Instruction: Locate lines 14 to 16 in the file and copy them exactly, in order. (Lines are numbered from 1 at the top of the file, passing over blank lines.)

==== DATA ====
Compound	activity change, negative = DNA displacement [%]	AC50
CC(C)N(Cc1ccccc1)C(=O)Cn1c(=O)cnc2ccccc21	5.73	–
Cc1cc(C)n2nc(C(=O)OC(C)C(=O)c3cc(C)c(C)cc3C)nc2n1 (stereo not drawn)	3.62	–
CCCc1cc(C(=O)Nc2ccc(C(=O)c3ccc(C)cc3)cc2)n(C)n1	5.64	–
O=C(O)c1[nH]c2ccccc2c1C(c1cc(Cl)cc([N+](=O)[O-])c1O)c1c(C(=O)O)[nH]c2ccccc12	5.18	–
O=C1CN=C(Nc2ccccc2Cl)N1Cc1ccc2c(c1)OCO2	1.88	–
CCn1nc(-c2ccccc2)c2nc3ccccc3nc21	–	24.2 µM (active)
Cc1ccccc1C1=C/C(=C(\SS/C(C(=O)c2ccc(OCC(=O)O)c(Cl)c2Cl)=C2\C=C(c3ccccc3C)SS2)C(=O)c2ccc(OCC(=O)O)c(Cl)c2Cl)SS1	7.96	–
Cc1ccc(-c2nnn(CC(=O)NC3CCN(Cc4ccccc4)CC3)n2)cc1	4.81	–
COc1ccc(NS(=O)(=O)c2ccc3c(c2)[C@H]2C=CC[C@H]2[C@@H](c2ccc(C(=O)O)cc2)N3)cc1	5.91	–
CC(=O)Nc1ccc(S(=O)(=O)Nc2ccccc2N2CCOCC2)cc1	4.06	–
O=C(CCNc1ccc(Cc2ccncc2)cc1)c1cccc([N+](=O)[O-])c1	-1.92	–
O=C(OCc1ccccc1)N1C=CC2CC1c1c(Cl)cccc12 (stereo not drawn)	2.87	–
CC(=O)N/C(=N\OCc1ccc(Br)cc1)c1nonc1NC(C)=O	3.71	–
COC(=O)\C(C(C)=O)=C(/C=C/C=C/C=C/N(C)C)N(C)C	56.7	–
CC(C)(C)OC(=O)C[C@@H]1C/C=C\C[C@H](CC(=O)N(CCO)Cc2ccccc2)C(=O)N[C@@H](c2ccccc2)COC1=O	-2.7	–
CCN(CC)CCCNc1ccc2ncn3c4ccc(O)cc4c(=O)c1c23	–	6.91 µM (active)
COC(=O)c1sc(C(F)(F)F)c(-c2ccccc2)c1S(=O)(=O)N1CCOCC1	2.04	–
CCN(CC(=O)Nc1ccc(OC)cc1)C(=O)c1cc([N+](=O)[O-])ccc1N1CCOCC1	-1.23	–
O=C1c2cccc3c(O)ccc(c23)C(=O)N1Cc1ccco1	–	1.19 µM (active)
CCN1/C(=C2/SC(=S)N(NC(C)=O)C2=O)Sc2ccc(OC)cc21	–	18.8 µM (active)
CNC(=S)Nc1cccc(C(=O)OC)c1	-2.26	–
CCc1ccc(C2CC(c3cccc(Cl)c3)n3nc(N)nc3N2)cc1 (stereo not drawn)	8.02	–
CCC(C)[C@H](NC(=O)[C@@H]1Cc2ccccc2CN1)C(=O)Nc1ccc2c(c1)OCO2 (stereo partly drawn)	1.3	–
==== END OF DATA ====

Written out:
CC(=O)N/C(=N\OCc1ccc(Br)cc1)c1nonc1NC(C)=O	3.71	–
COC(=O)\C(C(C)=O)=C(/C=C/C=C/C=C/N(C)C)N(C)C	56.7	–
CC(C)(C)OC(=O)C[C@@H]1C/C=C\C[C@H](CC(=O)N(CCO)Cc2ccccc2)C(=O)N[C@@H](c2ccccc2)COC1=O	-2.7	–